In light of God’s care for the poor people among us, how should we treat them? We should begin by remembering the words of Micah: “Mankind, he has told each of you what is good and what it is the LORD requires of you: to act justly, to love faithfulness, and to walk humbly with your God” (Micah 6:8). This should guide us as we seek to care for poor people the way that God does. Jesus perfectly exemplified the heart of God and didn’t neglect the poor or their needs. In fact, he tenderly cared for the poor and often spoke about how we should treat them.

Furthermore, in Paul’s letter to the Ephesians, he tells the church that we should work so that we have enough resources to be able to give to those who are in need (Eph. 4:28). This call to give to those in need is reiterated throughout Scripture. And when we give, the attitude of our hearts matters. We are to give generously and without a grudging heart (Deut. 15:10). We should not be manipulated into giving, and we should not be reluctant in our giving. God desires for us to give cheerfully (2 Cor. 9:7). The Christian’s calling to give to those in need is not a checklist item that must be completed in order to be in good favor with the Lord. It is an opportunity to reflect the extravagant love of God to our neighbors.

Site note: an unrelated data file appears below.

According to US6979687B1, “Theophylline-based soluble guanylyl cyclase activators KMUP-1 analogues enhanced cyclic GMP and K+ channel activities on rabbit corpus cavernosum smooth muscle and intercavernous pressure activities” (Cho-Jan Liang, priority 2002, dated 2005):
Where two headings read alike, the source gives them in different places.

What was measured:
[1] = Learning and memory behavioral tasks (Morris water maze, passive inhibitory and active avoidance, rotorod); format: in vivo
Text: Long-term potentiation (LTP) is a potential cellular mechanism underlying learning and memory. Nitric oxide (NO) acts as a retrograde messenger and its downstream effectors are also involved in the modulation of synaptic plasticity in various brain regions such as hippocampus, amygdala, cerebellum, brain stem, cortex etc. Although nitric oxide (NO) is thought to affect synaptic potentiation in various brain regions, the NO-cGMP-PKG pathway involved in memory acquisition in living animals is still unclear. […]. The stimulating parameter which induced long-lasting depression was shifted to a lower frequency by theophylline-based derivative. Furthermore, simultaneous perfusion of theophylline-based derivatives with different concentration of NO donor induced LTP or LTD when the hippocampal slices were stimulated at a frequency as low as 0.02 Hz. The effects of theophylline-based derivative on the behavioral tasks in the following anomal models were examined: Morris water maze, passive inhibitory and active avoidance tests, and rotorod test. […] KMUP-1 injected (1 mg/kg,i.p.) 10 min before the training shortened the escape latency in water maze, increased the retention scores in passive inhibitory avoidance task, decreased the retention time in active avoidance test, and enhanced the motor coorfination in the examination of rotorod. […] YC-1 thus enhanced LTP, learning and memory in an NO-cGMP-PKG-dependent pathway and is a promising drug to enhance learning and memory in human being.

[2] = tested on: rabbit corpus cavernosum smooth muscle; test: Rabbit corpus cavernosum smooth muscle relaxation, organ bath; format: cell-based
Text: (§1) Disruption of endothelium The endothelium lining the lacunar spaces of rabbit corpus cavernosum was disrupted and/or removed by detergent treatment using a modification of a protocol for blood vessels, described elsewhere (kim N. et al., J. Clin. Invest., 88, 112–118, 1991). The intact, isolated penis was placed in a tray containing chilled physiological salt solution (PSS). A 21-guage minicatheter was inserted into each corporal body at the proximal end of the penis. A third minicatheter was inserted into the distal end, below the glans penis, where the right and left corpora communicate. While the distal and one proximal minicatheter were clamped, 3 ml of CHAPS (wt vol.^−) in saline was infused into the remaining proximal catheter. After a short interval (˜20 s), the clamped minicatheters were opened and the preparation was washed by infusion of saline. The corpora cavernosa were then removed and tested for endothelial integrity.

As we use the voice and the opportunities God has given us to pursue justice for the poor and to help them get food and shelter, we may be surprised at how much the poor can teach us and help us to grow. We have neighbors who understand what it is to have no place to lay their head or who cling tightly to Jesus day after day because they know that they can not place lasting hope in a paycheck or a home (Luke 9:58). As we seek to truly love these neighbors, we should learn all we can from them, watching how God will shape our hearts through their example. 

As Christians, we must be intentional in truly loving the poor people among us as we seek to serve them. It is easy to give away some unwanted clothes or to serve a bowl of soup, but really loving the homeless man on the corner is much harder. It requires relationships—as messy and inconvenient as they can be. It means asking about and listening to the needs of the person sitting across from us rather than assuming that we know what she needs. It means empowering an individual to be self-sustaining rather than causing him to be another person depending on us. Genuinely loving someone is hard, but in the power of God’s Spirit, we can truly love our neighbors as ourselves. 

Marissa Postell

Marissa Postell serves as the managing editor of LifewayResearch.com. As a writer, she hopes to tell compelling narratives to equip the church to live on mission for the kingdom of God. Read More by this Author

Article 12: The Future of AI

We affirm that AI will continue to be developed in ways that we cannot currently imagine or understand, including AI that will far surpass many human abilities. God alone has the power to create life, and no future advancements in AI will usurp Him as the Creator of life. The church has a unique role in proclaiming human dignity for all and calling for the humane use of AI in all aspects of society.